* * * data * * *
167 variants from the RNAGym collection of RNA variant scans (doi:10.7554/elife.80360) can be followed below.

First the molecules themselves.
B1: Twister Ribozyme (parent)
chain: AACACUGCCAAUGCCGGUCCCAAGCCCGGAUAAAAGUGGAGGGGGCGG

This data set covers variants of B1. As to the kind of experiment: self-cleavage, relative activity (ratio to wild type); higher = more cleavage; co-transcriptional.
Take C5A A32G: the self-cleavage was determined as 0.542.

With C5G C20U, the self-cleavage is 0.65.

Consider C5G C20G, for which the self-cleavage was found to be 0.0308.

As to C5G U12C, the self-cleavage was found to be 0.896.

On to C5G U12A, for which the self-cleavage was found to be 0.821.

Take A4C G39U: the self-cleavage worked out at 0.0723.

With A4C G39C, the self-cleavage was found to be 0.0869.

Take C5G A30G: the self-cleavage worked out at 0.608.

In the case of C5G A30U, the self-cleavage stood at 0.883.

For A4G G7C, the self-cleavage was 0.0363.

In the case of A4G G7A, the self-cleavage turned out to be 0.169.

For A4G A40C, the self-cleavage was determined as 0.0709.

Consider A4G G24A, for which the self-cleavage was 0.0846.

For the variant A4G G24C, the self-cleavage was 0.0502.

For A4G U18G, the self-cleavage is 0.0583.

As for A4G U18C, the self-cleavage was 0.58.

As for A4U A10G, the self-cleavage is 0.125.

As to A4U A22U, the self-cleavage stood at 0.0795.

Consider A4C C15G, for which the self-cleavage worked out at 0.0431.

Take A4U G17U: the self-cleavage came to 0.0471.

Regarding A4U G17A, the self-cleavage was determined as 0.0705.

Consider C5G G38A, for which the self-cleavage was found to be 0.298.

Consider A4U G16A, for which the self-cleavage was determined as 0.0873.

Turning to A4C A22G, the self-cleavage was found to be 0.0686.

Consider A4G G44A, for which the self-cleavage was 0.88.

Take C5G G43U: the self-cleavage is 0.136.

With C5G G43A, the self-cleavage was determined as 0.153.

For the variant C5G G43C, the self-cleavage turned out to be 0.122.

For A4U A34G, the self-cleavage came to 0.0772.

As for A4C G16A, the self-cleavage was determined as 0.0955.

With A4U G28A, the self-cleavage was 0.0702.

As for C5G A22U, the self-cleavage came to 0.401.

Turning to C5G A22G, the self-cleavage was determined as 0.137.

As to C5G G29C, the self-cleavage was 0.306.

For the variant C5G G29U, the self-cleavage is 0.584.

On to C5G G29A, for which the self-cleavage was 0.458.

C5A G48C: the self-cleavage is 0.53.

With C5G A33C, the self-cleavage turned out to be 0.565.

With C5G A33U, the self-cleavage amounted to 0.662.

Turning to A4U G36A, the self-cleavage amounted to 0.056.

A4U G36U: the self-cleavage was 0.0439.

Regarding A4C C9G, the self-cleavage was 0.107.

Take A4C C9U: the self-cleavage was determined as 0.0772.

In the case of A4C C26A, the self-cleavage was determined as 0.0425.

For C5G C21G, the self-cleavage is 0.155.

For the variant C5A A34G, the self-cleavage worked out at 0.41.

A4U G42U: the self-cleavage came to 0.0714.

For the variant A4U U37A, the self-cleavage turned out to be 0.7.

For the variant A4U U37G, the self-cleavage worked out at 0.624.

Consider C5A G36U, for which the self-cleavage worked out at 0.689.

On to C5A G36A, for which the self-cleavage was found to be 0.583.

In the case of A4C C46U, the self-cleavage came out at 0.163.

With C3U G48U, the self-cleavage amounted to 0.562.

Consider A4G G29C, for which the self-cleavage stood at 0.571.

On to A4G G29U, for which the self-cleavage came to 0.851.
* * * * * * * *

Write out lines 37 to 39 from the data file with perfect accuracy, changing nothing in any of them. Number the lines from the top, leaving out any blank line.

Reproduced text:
As for C5G A22U, the self-cleavage came to 0.401.

Turning to C5G A22G, the self-cleavage was determined as 0.137.

As to C5G G29C, the self-cleavage was 0.306.